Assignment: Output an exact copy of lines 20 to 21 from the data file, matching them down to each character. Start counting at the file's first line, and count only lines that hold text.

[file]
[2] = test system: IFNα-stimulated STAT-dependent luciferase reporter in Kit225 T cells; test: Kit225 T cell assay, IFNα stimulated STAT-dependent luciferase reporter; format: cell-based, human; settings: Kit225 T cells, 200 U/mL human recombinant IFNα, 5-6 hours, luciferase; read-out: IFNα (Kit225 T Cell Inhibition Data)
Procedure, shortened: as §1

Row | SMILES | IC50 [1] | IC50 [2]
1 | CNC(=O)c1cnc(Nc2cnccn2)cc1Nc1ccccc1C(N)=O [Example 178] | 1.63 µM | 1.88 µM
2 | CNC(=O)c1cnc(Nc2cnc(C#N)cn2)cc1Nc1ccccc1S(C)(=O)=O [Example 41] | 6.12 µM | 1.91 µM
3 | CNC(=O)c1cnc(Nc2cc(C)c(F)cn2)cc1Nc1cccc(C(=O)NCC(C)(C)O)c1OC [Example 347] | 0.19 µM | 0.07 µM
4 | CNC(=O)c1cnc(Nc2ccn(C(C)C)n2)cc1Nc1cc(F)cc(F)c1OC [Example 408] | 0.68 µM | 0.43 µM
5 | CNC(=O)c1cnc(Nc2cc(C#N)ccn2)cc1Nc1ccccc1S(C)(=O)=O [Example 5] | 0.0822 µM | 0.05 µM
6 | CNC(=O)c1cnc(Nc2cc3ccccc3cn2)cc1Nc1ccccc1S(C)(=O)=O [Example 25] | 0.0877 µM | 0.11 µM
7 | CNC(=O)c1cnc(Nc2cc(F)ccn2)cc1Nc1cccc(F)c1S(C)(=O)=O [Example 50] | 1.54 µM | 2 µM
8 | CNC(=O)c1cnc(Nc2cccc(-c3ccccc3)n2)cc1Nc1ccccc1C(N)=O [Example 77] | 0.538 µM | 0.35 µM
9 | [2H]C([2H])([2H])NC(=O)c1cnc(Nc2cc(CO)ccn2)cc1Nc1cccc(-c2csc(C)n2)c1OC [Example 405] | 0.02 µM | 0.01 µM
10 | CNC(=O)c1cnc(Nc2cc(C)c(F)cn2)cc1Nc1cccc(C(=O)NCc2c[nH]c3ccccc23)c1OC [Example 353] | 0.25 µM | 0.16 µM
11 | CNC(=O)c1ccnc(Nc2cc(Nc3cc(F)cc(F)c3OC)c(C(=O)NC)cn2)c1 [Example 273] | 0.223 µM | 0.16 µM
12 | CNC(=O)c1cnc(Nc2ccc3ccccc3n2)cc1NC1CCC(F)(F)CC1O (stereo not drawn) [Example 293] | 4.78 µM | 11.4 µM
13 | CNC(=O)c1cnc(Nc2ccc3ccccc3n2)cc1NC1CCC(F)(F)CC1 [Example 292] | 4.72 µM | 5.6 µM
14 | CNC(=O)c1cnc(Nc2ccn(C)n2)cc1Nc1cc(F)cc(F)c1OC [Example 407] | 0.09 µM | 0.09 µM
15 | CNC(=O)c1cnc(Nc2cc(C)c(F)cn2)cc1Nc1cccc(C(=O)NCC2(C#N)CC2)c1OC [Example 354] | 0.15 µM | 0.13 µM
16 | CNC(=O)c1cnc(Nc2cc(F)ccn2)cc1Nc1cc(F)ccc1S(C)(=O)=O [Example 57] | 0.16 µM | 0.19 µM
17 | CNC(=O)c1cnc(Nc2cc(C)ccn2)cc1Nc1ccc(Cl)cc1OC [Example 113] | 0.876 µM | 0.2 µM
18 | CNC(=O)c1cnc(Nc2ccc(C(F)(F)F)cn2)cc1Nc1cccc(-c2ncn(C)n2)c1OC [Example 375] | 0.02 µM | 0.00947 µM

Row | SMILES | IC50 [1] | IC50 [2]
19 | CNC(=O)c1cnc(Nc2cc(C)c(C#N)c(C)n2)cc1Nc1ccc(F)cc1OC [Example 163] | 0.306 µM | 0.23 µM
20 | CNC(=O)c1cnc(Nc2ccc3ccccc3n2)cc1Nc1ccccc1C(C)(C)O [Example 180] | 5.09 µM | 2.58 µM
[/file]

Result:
17 | CNC(=O)c1cnc(Nc2cc(C)ccn2)cc1Nc1ccc(Cl)cc1OC [Example 113] | 0.876 µM | 0.2 µM
18 | CNC(=O)c1cnc(Nc2ccc(C(F)(F)F)cn2)cc1Nc1cccc(-c2ncn(C)n2)c1OC [Example 375] | 0.02 µM | 0.00947 µM